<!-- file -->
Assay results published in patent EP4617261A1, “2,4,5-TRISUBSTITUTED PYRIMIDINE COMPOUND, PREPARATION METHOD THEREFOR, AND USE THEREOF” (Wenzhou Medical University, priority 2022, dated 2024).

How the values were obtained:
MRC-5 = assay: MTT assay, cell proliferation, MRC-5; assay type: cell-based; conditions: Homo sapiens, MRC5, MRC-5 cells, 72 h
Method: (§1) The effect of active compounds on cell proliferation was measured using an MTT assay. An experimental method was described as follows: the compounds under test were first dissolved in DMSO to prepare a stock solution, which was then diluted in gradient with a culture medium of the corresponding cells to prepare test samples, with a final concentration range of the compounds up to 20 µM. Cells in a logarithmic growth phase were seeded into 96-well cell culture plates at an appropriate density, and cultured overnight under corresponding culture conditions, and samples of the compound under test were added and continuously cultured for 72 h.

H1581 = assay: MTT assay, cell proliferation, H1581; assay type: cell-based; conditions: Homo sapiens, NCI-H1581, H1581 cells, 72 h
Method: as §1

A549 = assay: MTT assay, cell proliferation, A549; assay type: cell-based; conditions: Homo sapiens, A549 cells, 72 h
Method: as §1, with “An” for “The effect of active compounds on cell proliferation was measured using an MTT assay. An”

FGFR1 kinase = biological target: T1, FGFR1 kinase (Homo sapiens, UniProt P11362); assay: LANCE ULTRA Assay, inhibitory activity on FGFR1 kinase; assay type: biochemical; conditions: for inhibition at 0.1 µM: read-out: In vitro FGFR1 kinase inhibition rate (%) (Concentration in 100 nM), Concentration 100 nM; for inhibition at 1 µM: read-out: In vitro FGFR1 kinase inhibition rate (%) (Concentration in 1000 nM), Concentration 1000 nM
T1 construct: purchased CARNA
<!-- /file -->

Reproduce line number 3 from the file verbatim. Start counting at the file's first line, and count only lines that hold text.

MRC-5 = assay: MTT assay, cell proliferation, MRC-5; assay type: cell-based; conditions: Homo sapiens, MRC5, MRC-5 cells, 72 h